A Look at Apple AAPL’s Trend Intraday and Daily

Jan 14, 2009: 8:06 PM CST

I thought I’d do something a little unique tonight and describe Apple’s trend day down today and then show the daily chart structure.  With everyone now discussing Apple CEO Steve Job’s departure announcement today, I thought it might be nice to see the technical structure and explain how news events like this can instantly destroy the most perfect technical (analysis) balance.

First, the “Trend Day Down” Example on the 5-min chart:

Similarly to how I analyze trend days in the DIA 5-min chart, I thought I’d shake things up a bit and look at the Trend Day Wednesday’s price action gave us.

We began with a large (greater than $1.00) downside gap which was the first clue we might have a trend-day underway and price never really looked back from this point.

We developed a mini-rounded reversal pattern on a momentum divergence that took us up to the falling 50 EMA at noon to set-up an “Impulse Sell” trade – or resistance trade (notice the doji at resistance) which offered better risk/reward to the short-sell side.  Price went on to make new intraday lows at 2:00pm after pulling back one more time to give a quick sell-signal at 1:00pm.

Price formed a similar ’rounded reversal’ which only gave us a retracement that took us back to the falling 50 EMA, breaching it on an intra-bar basis (hopefully not snatching away your stop) and then price plunged to new lows before the close of the trading session…

Unfortunately for any Apple investors or bulls, Steve Jobs announced he will be stepping down as CEO until June 2009, a possibility many Apple investors feared (Jobs leaving), and reacted negatively each time there were rumors about his health – Tim Cook will take over the responsibility for now.  That brings us to the finely balanced daily structure which most likely will shatter forcibly to the downside tomorrow.

Now, Apple’s (AAPL) Daily Structure and Price Support… which is about to be shattered.

The price is finely balanced on key support about the $85 per share level, which could have been viewed as a classic buy signals off support for the potential for a reversal in price.  That may still happen, but we’ll have to deal with a potentially significant gap Thursday morning (as of this writing, Apple shares are trading after-hours at $79.30 per share, clearly breaking the support level).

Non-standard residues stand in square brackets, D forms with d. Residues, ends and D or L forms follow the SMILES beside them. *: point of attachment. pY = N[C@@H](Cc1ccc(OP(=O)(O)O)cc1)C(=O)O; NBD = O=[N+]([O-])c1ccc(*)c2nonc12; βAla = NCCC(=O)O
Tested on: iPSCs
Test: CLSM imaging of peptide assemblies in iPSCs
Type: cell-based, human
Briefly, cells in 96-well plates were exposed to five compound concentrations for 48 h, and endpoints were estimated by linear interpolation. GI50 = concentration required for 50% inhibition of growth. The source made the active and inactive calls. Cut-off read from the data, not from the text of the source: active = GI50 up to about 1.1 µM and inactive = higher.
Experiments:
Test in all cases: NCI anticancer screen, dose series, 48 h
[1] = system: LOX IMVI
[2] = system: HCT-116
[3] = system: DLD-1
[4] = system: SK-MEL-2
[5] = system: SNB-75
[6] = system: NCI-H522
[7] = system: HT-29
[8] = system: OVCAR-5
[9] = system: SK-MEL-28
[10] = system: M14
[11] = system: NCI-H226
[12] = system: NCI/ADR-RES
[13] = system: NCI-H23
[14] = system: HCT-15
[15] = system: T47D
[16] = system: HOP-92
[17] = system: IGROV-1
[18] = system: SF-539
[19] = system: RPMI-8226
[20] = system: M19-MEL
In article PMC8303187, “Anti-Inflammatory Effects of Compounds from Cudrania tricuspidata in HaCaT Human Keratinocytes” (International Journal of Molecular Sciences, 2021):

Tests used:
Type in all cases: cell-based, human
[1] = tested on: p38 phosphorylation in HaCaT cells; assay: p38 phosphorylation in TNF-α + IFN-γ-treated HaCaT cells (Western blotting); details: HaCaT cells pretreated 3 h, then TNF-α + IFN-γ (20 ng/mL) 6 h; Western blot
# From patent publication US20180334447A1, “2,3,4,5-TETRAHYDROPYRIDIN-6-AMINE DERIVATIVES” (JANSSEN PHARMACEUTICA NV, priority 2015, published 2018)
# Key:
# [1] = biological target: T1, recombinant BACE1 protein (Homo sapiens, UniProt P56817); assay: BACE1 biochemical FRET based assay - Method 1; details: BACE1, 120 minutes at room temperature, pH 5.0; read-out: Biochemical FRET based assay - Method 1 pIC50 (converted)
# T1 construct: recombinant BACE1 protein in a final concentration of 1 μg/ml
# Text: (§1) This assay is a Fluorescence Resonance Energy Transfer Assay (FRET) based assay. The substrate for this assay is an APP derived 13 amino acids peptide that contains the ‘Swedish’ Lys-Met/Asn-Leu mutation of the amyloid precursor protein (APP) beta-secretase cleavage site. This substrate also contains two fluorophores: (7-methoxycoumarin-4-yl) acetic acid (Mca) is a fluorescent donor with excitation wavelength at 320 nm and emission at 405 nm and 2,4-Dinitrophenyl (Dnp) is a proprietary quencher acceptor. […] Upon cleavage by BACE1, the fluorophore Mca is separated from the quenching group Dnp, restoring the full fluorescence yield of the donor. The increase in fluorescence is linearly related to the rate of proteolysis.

We even had a multi-swing positive momentum divergence to help build the bullish case, though technically price was beneath all key daily moving averages and the averages themselves were in the most ‘bearish orientation possible,’ and price has not made a higher swing high in quite some time.

This also serves as an example why we can’t rely on any magic indicator, analysis, or formula.  Could anyone have seen Mr. Jobs breaking this news before-hand?  Can any indicator do so?  Absolutely not.  That’s why we trade with stops and with wise position sizing, such that one loss – or a series of losses – cannot take us out of the game.

Shorts will cheer the news, investors will lament it, but one thing is virtually for certain – price will move swiftly on the news and the almost certain path is to the downside.

Watch how this plays tomorrow and how it might affect (bring down) the broader stock indexes, particularly the NASDAQ.

Corey Rosenbloom
Afraid to Trade.com

2 Comments

2 Responses to “A Look at Apple AAPL’s Trend Intraday and Daily”

  1. NotAftraidofTrend Says:

    Perfect example of why individual investors should, for short-term, trade indexes and not individual stocks.

    As it is, most stocks are affected by the market. And there are enough uncertainties for the overall market. Who needs additional uncertainties relating to sectors, industries and stocks!

    Moreover, who has the time to research individual stocks, industries or sectors. We barely have enough time to get a sense of even the market!

    Stocks do make bigger moves than indexes, but we can make make up for that using leverage provided ES, YM etc..

    Liquidity is important for an orderly market of an instrument. Indexes provide that a lot better than individual stocks.

  2. Corey Rosenbloom Says:

    NotAfraid,

    I couldn’t have said it better myself! I made the transition from small-cap stocks to options to larger stocks to sector ETFs to Index ETFs and now index futures.

    The fact that I could lose thousands of dollars because one human being resigned a company just wan’t palatable for me – hence my move to sector ETFs. Of course, as you get better results, you’ll want to turn up the juice a bit with perhaps options or – in my case – futures and deeply analyzing one or two markets was far more rewarding to me than analyzing various companies.

    I’ve had an interesting journey but for now, the best tool for me – for this reason and many more – is index futures, particularly the Dow Mini.

    Thank you for sharing.